Pareto principle – The 80/20 rule.
The 80/20 rule is one of the principles I trade by. No matter what your area of specialty is, you’ve probably heard about the “Pareto principle” or the “80/20 rule”.
It is applied in business studies, sales, economy and many other endeavors. Here’s how the 80-20 rule can help optimize your trading and boost your trading profits.
Wikipedia defines the Pareto principle as a principle which states that, for many events, roughly 80% of the effects come from 20% of the causes.
For example, in business – where it is considered a very important rule: 80% of your sales come from 20% of your clients.
The origin of this principle came from an Italian economist named Vilfredo Pareto who observed in 1906 that 80% Italy’s land was owned by 20% of the population.
There is an unlimited number of areas where the Pareto principle. Some people even apply it to their lives as human beings.
Blogger Yaro Starak has a great post about how the 80/20 rule can change your life, and author Richard Koch wrote a book about living by this rule.
If 80% of your trading profits comes from 20% of your transactions, these 20% have to be the large winners, or what is commonly referred to as “trends”.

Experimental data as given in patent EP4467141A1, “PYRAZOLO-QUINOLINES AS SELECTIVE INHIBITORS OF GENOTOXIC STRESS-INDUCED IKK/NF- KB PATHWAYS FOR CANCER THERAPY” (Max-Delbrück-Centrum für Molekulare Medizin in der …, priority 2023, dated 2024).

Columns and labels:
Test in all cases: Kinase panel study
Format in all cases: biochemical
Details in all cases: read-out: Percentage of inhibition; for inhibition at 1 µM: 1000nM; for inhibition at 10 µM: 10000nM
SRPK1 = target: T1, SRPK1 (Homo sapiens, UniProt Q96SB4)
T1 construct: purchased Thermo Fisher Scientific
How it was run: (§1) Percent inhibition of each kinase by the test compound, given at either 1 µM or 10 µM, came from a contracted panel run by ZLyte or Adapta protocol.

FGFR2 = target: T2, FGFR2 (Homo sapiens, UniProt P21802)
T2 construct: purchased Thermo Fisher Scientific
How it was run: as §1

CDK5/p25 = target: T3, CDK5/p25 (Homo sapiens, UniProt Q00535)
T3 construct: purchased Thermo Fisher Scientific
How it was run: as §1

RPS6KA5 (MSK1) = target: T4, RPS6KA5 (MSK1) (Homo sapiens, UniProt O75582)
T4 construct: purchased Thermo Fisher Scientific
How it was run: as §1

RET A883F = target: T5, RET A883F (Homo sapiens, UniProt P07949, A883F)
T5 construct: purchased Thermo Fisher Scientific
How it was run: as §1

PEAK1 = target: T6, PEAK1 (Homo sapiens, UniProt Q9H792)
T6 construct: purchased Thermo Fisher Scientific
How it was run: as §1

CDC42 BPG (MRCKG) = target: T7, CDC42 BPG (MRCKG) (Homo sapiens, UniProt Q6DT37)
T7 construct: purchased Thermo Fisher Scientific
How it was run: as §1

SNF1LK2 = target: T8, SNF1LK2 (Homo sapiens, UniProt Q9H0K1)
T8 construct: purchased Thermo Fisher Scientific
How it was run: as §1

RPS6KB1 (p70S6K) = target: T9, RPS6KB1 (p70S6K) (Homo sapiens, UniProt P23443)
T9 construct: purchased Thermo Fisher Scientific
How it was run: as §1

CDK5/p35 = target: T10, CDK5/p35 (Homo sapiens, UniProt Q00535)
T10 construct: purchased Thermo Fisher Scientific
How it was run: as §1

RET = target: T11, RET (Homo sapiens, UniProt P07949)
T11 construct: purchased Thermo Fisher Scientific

To prove this point, assuming that you executed all the trades the system signaled, there will be four types of outcomes:
Small losses (which will happen in any system and are costs of doing trading business)
Large losses (which should be in the small losses category as long you use a stop loss).
If you sum those up, what happens is the small winners and the small losses will balance each other out, and you’re mostly left with the large winners.
This way the large wins will make more than 80% of your trading account profits.
So how do we catch the large winners?
Use profit targets far enough to cover at least 2 to 3 times your stop-loss value. This will increase the probability of catching big moves in the market.
A little back testing work can help you determine the optimum profits target value.
Trading losses can’t be avoided; they are just part of the business. Anyone who tells you otherwise is not being honest. I’ve never seen a real trader who doesn’t lose money from time to time.
The good news however, is we can minimize them. Using the Pareto efficiency principle, our target is eliminating the few behaviors that contribute to more than 80% of the trading losses.
Those behaviors can be the few that “happen occasionally” and traders don’t pay much attention to them. They are typically: chasing entry levels, day-trading in volatile times such as
important news release times and acting on trading impulses or emotions. Get rid of those, and you’ve eliminated just about 80% of your trading losses.
Trading is the ultimate “less is more” profession, but it’s also extremely difficult for most people to come to grips with this fact by accepting the following:
80% of trading should be simple and without stress, 20% is more difficult.
80% of profits come from 20% of trades. 80% of the time the market is not worth trading, 20% of the time you should find low risk trading opportunities. 80% of the time you should not be in a trade, 20% you can be.